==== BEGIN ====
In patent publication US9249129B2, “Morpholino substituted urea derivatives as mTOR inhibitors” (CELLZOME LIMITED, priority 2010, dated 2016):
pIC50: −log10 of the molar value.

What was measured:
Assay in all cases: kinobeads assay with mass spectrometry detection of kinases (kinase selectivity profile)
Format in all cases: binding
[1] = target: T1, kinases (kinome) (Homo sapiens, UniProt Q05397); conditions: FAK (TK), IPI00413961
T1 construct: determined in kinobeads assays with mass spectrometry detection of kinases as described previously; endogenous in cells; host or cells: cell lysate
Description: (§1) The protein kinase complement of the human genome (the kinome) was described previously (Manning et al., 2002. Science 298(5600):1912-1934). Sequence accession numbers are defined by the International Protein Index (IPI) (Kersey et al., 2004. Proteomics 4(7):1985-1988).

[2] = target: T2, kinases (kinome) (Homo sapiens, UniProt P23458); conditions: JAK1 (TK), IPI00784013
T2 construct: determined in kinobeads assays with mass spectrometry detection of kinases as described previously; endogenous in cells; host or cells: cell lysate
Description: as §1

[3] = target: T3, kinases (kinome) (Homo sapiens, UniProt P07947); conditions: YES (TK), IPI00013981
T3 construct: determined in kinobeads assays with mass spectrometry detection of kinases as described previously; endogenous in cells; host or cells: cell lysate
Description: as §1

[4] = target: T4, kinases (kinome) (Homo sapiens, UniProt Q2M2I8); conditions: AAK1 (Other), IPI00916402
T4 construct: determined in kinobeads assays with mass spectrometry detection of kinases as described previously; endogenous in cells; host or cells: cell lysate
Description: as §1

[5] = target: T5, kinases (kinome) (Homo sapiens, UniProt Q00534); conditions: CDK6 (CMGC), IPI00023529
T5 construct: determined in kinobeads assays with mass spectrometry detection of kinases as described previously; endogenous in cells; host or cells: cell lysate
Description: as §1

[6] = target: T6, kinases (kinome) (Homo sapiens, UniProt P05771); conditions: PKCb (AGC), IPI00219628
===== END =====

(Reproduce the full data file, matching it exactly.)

In patent publication US9249129B2, “Morpholino substituted urea derivatives as mTOR inhibitors” (CELLZOME LIMITED, priority 2010, dated 2016):
pIC50: −log10 of the molar value.

What was measured:
Assay in all cases: kinobeads assay with mass spectrometry detection of kinases (kinase selectivity profile)
Format in all cases: binding
[1] = target: T1, kinases (kinome) (Homo sapiens, UniProt Q05397); conditions: FAK (TK), IPI00413961
T1 construct: determined in kinobeads assays with mass spectrometry detection of kinases as described previously; endogenous in cells; host or cells: cell lysate
Description: (§1) The protein kinase complement of the human genome (the kinome) was described previously (Manning et al., 2002. Science 298(5600):1912-1934). Sequence accession numbers are defined by the International Protein Index (IPI) (Kersey et al., 2004. Proteomics 4(7):1985-1988).

[2] = target: T2, kinases (kinome) (Homo sapiens, UniProt P23458); conditions: JAK1 (TK), IPI00784013
T2 construct: determined in kinobeads assays with mass spectrometry detection of kinases as described previously; endogenous in cells; host or cells: cell lysate
Description: as §1

[3] = target: T3, kinases (kinome) (Homo sapiens, UniProt P07947); conditions: YES (TK), IPI00013981
T3 construct: determined in kinobeads assays with mass spectrometry detection of kinases as described previously; endogenous in cells; host or cells: cell lysate
Description: as §1

[4] = target: T4, kinases (kinome) (Homo sapiens, UniProt Q2M2I8); conditions: AAK1 (Other), IPI00916402
T4 construct: determined in kinobeads assays with mass spectrometry detection of kinases as described previously; endogenous in cells; host or cells: cell lysate
Description: as §1

[5] = target: T5, kinases (kinome) (Homo sapiens, UniProt Q00534); conditions: CDK6 (CMGC), IPI00023529
T5 construct: determined in kinobeads assays with mass spectrometry detection of kinases as described previously; endogenous in cells; host or cells: cell lysate
Description: as §1

[6] = target: T6, kinases (kinome) (Homo sapiens, UniProt P05771); conditions: PKCb (AGC), IPI00219628